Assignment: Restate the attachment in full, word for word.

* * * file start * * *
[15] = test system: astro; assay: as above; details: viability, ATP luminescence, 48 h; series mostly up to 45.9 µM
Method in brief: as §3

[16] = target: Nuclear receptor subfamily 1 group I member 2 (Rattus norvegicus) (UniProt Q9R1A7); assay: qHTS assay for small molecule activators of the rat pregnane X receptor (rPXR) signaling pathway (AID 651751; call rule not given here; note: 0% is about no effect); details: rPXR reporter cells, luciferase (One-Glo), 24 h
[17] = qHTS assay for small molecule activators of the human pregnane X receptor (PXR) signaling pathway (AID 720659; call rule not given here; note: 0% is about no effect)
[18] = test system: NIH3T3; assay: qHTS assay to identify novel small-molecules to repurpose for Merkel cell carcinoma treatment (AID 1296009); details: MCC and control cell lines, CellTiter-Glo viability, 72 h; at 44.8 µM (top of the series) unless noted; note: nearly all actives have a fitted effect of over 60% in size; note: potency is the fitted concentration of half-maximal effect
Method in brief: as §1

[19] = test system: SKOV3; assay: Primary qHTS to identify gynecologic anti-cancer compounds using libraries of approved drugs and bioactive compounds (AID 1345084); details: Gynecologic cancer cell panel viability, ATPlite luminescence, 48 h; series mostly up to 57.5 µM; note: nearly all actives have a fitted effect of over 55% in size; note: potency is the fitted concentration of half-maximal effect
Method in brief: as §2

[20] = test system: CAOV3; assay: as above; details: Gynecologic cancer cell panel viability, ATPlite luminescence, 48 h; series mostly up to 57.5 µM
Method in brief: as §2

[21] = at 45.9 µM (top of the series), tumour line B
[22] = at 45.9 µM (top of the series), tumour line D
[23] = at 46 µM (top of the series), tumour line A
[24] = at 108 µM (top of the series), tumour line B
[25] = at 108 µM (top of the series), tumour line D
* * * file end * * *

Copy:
[15] = test system: astro; assay: as above; details: viability, ATP luminescence, 48 h; series mostly up to 45.9 µM
Method in brief: as §3

[16] = target: Nuclear receptor subfamily 1 group I member 2 (Rattus norvegicus) (UniProt Q9R1A7); assay: qHTS assay for small molecule activators of the rat pregnane X receptor (rPXR) signaling pathway (AID 651751; call rule not given here; note: 0% is about no effect); details: rPXR reporter cells, luciferase (One-Glo), 24 h
[17] = qHTS assay for small molecule activators of the human pregnane X receptor (PXR) signaling pathway (AID 720659; call rule not given here; note: 0% is about no effect)
[18] = test system: NIH3T3; assay: qHTS assay to identify novel small-molecules to repurpose for Merkel cell carcinoma treatment (AID 1296009); details: MCC and control cell lines, CellTiter-Glo viability, 72 h; at 44.8 µM (top of the series) unless noted; note: nearly all actives have a fitted effect of over 60% in size; note: potency is the fitted concentration of half-maximal effect
Method in brief: as §1

[19] = test system: SKOV3; assay: Primary qHTS to identify gynecologic anti-cancer compounds using libraries of approved drugs and bioactive compounds (AID 1345084); details: Gynecologic cancer cell panel viability, ATPlite luminescence, 48 h; series mostly up to 57.5 µM; note: nearly all actives have a fitted effect of over 55% in size; note: potency is the fitted concentration of half-maximal effect
Method in brief: as §2

[20] = test system: CAOV3; assay: as above; details: Gynecologic cancer cell panel viability, ATPlite luminescence, 48 h; series mostly up to 57.5 µM
Method in brief: as §2

[21] = at 45.9 µM (top of the series), tumour line B
[22] = at 45.9 µM (top of the series), tumour line D
[23] = at 46 µM (top of the series), tumour line A
[24] = at 108 µM (top of the series), tumour line B
[25] = at 108 µM (top of the series), tumour line D